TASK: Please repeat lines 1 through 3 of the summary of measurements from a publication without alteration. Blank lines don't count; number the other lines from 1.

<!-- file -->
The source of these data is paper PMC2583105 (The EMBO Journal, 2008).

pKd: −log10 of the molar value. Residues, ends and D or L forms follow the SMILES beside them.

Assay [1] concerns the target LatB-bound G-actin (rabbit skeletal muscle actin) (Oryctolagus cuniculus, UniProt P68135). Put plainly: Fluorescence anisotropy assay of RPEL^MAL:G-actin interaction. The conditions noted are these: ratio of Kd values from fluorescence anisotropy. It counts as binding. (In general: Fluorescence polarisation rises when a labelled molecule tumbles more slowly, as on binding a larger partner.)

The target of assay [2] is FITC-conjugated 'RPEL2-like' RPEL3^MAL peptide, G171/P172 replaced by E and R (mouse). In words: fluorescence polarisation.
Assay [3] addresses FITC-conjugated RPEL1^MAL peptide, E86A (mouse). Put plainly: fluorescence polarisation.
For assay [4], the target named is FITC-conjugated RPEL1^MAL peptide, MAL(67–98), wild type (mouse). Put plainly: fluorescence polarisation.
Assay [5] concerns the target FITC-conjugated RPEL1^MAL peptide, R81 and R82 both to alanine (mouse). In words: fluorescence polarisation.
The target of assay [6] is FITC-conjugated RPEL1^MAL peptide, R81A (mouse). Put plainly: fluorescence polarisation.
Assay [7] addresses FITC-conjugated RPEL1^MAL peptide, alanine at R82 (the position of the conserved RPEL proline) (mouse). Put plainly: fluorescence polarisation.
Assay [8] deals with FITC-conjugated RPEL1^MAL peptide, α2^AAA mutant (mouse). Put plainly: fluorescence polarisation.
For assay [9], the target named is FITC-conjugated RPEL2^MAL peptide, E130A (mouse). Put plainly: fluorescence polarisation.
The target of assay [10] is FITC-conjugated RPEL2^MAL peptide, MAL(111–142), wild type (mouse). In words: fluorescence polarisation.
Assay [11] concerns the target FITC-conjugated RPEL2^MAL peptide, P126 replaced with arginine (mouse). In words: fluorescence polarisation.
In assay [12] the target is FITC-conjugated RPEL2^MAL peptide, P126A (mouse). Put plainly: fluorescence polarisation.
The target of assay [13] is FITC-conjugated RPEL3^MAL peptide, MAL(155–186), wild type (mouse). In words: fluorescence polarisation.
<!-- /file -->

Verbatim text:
The source of these data is paper PMC2583105 (The EMBO Journal, 2008).

pKd: −log10 of the molar value. Residues, ends and D or L forms follow the SMILES beside them.

Assay [1] concerns the target LatB-bound G-actin (rabbit skeletal muscle actin) (Oryctolagus cuniculus, UniProt P68135). Put plainly: Fluorescence anisotropy assay of RPEL^MAL:G-actin interaction. The conditions noted are these: ratio of Kd values from fluorescence anisotropy. It counts as binding. (In general: Fluorescence polarisation rises when a labelled molecule tumbles more slowly, as on binding a larger partner.)